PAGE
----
The Twilight Renaissance, and Telling Stories Over (and Over) Again

In a cultural era of movie remakes and Taylor’s Versions, an author choosing to retell their bestselling novel is still a relatively rare occurrence. However, the releases of Life and Death in 2015 and Midnight Sun in 2020 saw not one, but two instances of Stephenie Meyer revisiting her 2005 novel Twilight on its tenth and fifteenth anniversaries. Life and Death provides a genderbent take on the original, with protagonist Bella Swan being revamped as Beau Swan, and nearly all the other characters similarly altered. Midnight Sun, meanwhile, reverts to the original versions of the characters, but tells the same story from Edward’s perspective.

Furnished Room

We all live through the eyes of others; usually infinite sets of anonymous eyes, sometimes a multitude of known ones, or a limited beloved set. Regardless of their numbers or kind, they do not only spy on us, but also shape our character. We are inevitably and viscerally aware of their gaze, and from early childhood, learn to know ourselves as we are seen by others.

“Classics you MUST read,” and Other Lies I’ve Been Told

In a system where productivity is everything, it’s hard not to treat the books you read as just another item to check off your never-ending “To-Do” list. For a long time, I’ve noticed this tendency in myself and in others to read books for the sake of being able to say we’ve read them. This is especially true of literary classics, the names of which are known to anyone who has existed in this world long enough to come across a “Top 100 Books” scratch-off poster in the home of some bibliophile or other. As a lover of classics, I can personally attest that To Kill a Mockingbird, Pride and Prejudice, and Jane Eyre are all fabulous books, worthy of their places in our high school curriculum. Still, something about the way we treat classic novels really rubs me the wrong way. It’s as though we place these books on a pedestal so high that we dare not reach out our arms to really grab ‘em.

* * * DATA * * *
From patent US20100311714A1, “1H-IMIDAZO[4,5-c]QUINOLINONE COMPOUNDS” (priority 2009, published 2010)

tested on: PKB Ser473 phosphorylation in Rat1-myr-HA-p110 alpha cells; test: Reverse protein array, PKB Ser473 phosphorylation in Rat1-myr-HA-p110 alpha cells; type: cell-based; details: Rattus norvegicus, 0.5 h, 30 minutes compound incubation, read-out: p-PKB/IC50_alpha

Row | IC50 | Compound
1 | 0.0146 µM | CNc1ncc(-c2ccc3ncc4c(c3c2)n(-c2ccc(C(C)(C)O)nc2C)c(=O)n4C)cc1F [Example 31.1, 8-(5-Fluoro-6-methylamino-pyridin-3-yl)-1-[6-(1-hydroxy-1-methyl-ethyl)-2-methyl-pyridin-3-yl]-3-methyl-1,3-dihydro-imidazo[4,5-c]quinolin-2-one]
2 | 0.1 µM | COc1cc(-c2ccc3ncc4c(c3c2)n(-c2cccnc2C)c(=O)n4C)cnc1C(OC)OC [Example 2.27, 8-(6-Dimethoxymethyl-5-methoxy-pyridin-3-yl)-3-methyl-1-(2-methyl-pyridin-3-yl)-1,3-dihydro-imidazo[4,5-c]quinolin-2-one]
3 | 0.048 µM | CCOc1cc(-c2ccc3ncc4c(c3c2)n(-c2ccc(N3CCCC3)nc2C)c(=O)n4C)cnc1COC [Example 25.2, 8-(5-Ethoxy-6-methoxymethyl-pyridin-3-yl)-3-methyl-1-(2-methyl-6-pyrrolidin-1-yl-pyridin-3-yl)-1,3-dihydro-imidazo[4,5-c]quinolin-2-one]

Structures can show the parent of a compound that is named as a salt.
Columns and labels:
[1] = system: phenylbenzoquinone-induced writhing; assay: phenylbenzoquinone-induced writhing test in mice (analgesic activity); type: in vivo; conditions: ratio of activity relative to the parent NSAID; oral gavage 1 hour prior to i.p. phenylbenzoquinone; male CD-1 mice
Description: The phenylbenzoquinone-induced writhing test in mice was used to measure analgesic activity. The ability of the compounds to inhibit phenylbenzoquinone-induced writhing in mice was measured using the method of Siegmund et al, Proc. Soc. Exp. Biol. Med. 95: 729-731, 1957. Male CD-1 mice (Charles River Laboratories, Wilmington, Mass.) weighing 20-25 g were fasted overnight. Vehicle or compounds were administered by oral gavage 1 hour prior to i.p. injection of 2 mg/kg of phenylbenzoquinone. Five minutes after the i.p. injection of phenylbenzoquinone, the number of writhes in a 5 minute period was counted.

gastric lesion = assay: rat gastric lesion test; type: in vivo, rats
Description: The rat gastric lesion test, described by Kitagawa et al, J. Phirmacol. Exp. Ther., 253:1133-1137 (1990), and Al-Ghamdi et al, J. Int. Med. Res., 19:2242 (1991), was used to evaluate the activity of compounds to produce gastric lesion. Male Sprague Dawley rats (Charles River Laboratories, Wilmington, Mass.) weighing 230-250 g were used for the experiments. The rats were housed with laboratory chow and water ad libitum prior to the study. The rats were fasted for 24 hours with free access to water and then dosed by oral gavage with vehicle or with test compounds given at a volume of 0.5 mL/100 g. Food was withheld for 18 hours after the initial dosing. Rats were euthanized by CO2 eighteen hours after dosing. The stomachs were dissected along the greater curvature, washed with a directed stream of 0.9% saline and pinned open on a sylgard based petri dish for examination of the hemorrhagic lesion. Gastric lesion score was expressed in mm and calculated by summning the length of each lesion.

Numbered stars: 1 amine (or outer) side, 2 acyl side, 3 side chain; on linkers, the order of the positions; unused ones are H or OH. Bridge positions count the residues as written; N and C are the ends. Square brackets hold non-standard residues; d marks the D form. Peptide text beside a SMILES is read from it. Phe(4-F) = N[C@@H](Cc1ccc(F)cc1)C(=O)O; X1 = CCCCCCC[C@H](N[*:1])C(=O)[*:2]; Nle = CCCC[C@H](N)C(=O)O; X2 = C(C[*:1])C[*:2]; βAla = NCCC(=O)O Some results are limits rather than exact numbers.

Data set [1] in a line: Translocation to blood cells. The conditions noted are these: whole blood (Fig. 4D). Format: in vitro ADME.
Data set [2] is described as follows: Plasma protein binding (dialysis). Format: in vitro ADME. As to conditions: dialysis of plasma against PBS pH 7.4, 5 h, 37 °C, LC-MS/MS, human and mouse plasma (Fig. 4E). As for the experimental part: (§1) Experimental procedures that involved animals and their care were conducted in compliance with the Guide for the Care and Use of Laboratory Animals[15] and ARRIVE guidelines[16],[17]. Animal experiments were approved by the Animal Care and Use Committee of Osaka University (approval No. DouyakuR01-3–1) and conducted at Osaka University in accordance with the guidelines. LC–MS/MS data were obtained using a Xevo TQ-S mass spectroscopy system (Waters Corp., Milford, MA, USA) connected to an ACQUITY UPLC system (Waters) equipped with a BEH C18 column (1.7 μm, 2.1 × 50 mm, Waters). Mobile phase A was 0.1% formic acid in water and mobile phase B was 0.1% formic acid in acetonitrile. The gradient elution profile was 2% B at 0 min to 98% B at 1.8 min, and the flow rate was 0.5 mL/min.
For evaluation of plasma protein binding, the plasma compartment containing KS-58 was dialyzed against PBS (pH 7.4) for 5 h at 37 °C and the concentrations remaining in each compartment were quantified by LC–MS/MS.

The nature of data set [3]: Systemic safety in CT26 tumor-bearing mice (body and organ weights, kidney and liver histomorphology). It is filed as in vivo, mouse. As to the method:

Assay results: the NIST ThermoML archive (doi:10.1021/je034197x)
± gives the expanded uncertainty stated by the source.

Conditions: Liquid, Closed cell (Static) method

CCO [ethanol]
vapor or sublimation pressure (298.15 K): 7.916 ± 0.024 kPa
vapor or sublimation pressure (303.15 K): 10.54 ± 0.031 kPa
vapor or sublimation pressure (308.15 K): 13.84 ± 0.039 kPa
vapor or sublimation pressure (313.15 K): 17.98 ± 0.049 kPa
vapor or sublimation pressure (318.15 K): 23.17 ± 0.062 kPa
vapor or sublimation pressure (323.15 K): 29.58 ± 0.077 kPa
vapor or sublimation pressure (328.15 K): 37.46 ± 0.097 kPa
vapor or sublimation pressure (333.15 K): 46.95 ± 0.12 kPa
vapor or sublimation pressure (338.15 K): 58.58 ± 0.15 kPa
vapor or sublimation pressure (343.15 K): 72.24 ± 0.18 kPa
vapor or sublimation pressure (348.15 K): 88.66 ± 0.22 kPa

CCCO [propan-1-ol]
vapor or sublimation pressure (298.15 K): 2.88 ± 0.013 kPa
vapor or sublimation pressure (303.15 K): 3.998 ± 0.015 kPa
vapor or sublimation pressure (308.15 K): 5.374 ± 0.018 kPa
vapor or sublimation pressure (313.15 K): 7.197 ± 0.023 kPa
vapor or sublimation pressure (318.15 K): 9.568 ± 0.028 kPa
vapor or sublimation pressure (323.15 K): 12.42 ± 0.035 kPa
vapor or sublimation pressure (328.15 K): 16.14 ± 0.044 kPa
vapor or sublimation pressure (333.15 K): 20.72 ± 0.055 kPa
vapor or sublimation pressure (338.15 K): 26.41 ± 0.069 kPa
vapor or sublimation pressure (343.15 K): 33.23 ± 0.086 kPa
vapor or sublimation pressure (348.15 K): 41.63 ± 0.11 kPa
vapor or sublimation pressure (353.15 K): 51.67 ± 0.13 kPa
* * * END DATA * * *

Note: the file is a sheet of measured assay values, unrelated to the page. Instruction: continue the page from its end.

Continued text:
May You Breathe Easy My Daffodil,
For If There Be A Will Of The Winds
Let That Will Find Itself Governed
By An Authority Totalitarian In Its
Desire To Match The Serenities Of
The Sky With Your Liberated Nose

The Russian Sickness

The story of the eighteenth and nineteenth century Russian intelligentsia, of the nobleman returning to his motherland after years of European education, only to discover a feudal country to which Western ideas cannot be applied is too familiar to readers of Russian literature. This odd paradox—an educated aristocrat who one hand studies French enlightenment texts but on the other hand owns serfs and lives a medieval feudal life—is perhaps the central motif for what gradually becomes the agonizing preoccupation and national obsession of arguably every writer of this country: when can Russia create a new idea, a movement so thoroughly Russian and original at heart that would even influence Western art and literature? When will Russia look inward for ideas instead of trying to implement Western ideas in its culture?


It is only as an aesthetic phenomenon that existence and the world are eternally justified

– Friedrich Nietzsche,

Die Geburt der Tragödie aus dem Geiste der Musik

Recent Supplements


There is a garden in my belly / with a snowy glass-bottle ground


I thought I saw / two horses riding each other / under a double moon


I carry the morning on my back / like a mother carries three children at once

canada’s oldest literary journal

Acta Victoriana

Acta Victoriana is the literary journal of Victoria College and the longest running university student publication in Canada. Since its founding in 1878, it has maintained a legacy of artistic excellence and boasts alumni such as Margaret Atwood, George Elliot Clarke, and E. J. Pratt.


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